compaction or other factors, and due to their size, eventually must be heavily pruned.
Attempts to force a tree to fit a given site by altering the crown or root system almost
always leads to a shortened life span. In order to avoid this situation, we should be
sure, prior to planting, that the species fits the site.
Figure 2. Relative ability of trees to tolerate and respond to environmental stress and
maintenance treatments with age.
During planting, intensive care must be applied to assure
early survival and to prevent rooting problems as the tree matures. Soil structure and
moisture relations at the planting site become immediately important. In order for roots
to grow, the soil must provide both water and air. Trees will not grow well in compacted
or poorly drained soils.
During the juvenile growth phase, maintenance practices
should take advantage of the trees vigor and ability to adapt to site changes and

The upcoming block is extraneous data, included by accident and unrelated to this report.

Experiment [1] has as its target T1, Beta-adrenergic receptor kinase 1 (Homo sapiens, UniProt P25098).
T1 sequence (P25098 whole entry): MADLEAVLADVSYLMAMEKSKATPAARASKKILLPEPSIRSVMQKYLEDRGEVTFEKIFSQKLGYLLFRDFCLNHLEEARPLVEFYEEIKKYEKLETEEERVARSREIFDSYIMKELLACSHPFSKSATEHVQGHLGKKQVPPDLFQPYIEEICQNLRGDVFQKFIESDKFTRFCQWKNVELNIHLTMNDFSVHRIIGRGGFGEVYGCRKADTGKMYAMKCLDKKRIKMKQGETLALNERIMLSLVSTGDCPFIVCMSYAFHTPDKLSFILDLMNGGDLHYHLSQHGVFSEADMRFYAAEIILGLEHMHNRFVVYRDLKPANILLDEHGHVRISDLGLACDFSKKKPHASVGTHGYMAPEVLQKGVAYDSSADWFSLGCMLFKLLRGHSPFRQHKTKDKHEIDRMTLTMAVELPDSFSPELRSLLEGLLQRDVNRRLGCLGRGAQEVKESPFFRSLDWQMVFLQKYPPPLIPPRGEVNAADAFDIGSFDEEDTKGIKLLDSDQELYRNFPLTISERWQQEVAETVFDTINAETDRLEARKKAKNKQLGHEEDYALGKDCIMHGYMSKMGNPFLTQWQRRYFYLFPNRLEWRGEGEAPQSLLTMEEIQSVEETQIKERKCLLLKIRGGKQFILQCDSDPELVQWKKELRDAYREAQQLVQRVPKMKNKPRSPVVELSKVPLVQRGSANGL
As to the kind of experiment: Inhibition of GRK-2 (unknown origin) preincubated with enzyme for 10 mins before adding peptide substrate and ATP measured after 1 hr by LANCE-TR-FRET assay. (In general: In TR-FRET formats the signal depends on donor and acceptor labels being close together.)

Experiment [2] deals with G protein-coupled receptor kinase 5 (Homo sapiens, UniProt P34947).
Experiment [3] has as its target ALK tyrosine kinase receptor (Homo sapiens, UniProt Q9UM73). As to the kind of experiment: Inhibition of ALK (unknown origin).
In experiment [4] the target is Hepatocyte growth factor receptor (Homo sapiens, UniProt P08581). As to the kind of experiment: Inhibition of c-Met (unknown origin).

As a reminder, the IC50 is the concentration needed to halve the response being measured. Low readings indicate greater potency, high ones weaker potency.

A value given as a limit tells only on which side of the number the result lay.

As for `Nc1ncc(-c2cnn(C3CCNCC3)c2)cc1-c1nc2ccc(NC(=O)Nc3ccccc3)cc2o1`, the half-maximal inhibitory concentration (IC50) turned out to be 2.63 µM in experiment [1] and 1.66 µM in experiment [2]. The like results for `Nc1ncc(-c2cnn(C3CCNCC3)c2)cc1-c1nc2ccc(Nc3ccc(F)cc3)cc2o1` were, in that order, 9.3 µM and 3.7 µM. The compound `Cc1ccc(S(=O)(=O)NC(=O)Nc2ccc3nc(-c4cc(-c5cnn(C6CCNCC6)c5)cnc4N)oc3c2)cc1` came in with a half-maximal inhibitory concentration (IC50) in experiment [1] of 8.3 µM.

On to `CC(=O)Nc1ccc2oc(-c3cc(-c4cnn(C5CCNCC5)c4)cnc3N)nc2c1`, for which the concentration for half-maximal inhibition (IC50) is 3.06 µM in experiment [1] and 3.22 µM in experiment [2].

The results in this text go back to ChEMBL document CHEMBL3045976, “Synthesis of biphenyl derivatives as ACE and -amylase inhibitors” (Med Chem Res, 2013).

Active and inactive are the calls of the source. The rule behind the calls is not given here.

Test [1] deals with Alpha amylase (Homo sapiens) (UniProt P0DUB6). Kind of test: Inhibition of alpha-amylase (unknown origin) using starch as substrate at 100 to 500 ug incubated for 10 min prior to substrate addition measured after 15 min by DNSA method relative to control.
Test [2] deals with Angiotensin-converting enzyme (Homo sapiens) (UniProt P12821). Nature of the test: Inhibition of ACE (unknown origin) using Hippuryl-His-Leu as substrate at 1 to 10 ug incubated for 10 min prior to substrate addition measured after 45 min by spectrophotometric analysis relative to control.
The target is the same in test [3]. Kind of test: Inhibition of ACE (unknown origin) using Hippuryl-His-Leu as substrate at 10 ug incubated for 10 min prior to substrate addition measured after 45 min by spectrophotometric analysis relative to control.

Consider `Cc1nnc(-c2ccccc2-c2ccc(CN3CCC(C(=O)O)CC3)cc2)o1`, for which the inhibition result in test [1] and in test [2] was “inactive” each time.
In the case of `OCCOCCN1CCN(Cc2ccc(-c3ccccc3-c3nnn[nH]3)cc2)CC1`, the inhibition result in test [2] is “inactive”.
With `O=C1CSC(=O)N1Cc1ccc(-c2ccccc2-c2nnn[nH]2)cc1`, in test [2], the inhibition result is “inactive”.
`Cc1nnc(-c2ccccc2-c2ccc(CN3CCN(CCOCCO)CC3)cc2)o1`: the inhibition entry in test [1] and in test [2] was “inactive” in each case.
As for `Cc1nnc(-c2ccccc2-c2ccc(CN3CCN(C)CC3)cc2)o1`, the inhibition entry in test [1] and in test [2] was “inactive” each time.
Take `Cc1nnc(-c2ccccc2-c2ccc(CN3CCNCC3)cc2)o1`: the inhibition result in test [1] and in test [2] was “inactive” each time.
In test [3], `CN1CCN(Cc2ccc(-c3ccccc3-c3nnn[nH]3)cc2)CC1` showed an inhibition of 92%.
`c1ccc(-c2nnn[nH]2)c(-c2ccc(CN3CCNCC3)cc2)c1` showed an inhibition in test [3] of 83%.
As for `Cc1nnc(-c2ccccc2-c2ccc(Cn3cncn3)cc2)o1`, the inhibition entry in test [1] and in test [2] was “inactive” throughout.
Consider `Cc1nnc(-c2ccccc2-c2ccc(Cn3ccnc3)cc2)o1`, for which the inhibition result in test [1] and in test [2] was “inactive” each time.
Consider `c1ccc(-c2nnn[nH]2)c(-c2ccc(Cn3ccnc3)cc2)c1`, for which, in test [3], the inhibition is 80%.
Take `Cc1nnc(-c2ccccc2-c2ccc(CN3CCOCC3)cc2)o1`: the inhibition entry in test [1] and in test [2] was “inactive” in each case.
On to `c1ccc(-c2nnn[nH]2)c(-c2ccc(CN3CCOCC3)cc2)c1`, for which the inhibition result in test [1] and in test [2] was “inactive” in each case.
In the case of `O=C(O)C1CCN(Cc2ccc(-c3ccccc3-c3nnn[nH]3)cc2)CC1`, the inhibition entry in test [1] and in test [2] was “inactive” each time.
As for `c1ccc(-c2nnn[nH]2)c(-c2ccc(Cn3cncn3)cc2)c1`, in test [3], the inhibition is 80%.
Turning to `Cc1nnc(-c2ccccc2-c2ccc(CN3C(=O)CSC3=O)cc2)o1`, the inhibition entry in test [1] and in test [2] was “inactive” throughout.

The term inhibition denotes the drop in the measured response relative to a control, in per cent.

respond to maintenance treatments. Tree care practices during this period can ultimately
determine the form and quality of the mature tree. Mulching and fertilization will help
develop a good root system and a generally healthy tree. Pruning to promote proper
branching and crown form should be done while the tree is young, so that pruning wounds
will be relatively small. Energy reserves are available for sealing off wounds, and early
pruning can reduce the necessity for structural pruning later, when wounding becomes more
severe and the tree has less energy for recovery. Finally, comprehensive pest management